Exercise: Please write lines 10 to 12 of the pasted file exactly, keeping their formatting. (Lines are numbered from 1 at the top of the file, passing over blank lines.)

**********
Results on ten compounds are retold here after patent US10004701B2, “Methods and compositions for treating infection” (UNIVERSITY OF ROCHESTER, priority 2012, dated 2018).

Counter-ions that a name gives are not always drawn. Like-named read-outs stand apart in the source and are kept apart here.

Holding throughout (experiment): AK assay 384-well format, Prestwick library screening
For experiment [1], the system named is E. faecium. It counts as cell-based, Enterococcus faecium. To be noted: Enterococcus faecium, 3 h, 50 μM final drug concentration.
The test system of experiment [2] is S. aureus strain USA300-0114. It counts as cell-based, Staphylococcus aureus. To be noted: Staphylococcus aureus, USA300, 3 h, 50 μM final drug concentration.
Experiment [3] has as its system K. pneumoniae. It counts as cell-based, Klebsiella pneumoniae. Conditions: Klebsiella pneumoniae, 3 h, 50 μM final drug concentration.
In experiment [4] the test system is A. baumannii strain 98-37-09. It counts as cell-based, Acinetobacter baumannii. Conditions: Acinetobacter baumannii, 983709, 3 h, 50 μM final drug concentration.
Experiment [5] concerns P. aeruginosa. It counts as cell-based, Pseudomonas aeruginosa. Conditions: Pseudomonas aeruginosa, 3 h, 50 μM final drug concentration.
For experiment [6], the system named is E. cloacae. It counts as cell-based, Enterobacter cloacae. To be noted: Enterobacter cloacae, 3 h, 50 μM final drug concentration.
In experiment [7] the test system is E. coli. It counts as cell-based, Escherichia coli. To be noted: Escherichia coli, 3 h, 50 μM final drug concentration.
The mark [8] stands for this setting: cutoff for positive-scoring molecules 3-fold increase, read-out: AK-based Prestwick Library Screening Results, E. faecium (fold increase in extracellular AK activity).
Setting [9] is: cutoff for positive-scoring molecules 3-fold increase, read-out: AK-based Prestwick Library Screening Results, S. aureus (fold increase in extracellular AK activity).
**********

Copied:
In experiment [7] the test system is E. coli. It counts as cell-based, Escherichia coli. To be noted: Escherichia coli, 3 h, 50 μM final drug concentration.
The mark [8] stands for this setting: cutoff for positive-scoring molecules 3-fold increase, read-out: AK-based Prestwick Library Screening Results, E. faecium (fold increase in extracellular AK activity).
Setting [9] is: cutoff for positive-scoring molecules 3-fold increase, read-out: AK-based Prestwick Library Screening Results, S. aureus (fold increase in extracellular AK activity).